Publication and Convention Announcement

It’s been a busy summer, and it keeps getting busier. Today, I’m happy to announce that Itty Bitty Writing Space, the anthology of flash fiction containing my story “Jalopy Racer”, is available for purchase on Amazon! I should be receiving my contributor’s copies soon, and three copies are on their way to libraries as part of the Kickstarter early backer perk. The link to purchase a copy is at left.

If you happen to pick up a copy of IBWS, please consider writing a short Amazon or Goodreads review. It really helps us authors with product visibility on the Amazon website!

My other announcement is that I’ll once again be participating in Myths and Legends Con on August 9-11, 2019, as a panelist, writer, and musician. This may very well be the final MALCon, so please try to make it!

The location for MALCon has changed this year. It will be held at the Radisson Denver-Aurora, located near the intersection of I-225 and Parker Road, 3155 South Vaughn Way, Aurora, CO 80014.

My panelist schedule is preliminary and subject to change, so please check this link for any last minute changes. Without further adieu, here’s my schedule:

Friday, 8/9/2019
Fri, 5:30 PM-6:20 PM, Musical performance by Stace Johnson (Arapahoe Room)
Fri, 9:00 PM-9:50 PM, So Charming, Not Creepy (Golden)

Saturday, 8/10/2019
Sat, 12:00 PM-12:50 PM, Intro to Filk (Pikes Peak A)
Sat, 2:00 PM-2:50 PM, Verse in the ‘Verse: Poetry and the Firefly Universe (Golden)
Sat, 3:00 PM-3:50 PM, Author Autograph Mega-Session (Arapahoe Room)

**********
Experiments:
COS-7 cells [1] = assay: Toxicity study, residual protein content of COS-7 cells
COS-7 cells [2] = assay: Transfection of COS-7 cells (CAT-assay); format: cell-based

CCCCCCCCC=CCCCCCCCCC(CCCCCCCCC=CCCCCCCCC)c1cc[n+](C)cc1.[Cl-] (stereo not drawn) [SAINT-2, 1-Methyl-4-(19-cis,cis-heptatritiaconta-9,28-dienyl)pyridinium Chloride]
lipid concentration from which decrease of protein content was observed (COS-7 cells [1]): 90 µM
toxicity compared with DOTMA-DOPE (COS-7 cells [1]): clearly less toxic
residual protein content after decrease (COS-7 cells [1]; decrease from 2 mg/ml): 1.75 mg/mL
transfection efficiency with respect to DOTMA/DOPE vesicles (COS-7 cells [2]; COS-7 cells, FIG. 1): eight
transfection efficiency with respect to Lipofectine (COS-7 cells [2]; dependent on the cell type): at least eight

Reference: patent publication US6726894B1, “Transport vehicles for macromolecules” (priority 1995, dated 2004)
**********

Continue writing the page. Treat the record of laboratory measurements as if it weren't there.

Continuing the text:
Sat, 5:00 PM-5:50 PM, Geek Songwriting (Pikes Peak A)
Sat, 7:00 PM-7:50 PM, Storytelling via Songwriting (Golden)
Sat, 8:00 PM-10:50 PM, Open Filking (Pikes Peak A)

Sunday, 8/11/2019
Sun, 10:00 AM-10:50 AM, Polyamory and Non-monogamy in Science Fiction and Fantasy (Evergreen)
Sun, 12:00 PM-12:50 PM, Author Readings – Ritchey, Berger, Johnson (Mt Evans)
Sun, 2:00 PM-2:50 PM, MALCon Farewell Session (Golden)

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A Few Words About “Jalopy Racer”

I mentioned last week that I had sold my story called “Jalopy Racer” to the Itty Bitty Writing Space anthology, which is currently rocking its Kickstarter campaign. At the time of this writing, it is 355% funded, with 17 days to go. During the first 48 hours of the Kickstarter, backers earmarked 256 copies of the book to go to libraries during a special promotion! Jason Brick, the Publisher/Editor, has done a good job of providing perks for backers, and I’m excited that the more the Kickstarter earns, the more perks they will receive. The most recent addition to the perks is that every backer will get a copy of the inaugural issue of Flash Fiction Aficionado magazine when it comes out! (Also, the more the project funds, the more the story authors get paid for their work, and that’s a good thing!) If you have already backed the anthology, thank you! If not, please consider supporting it. Who knows what Jason will come up with to reward you?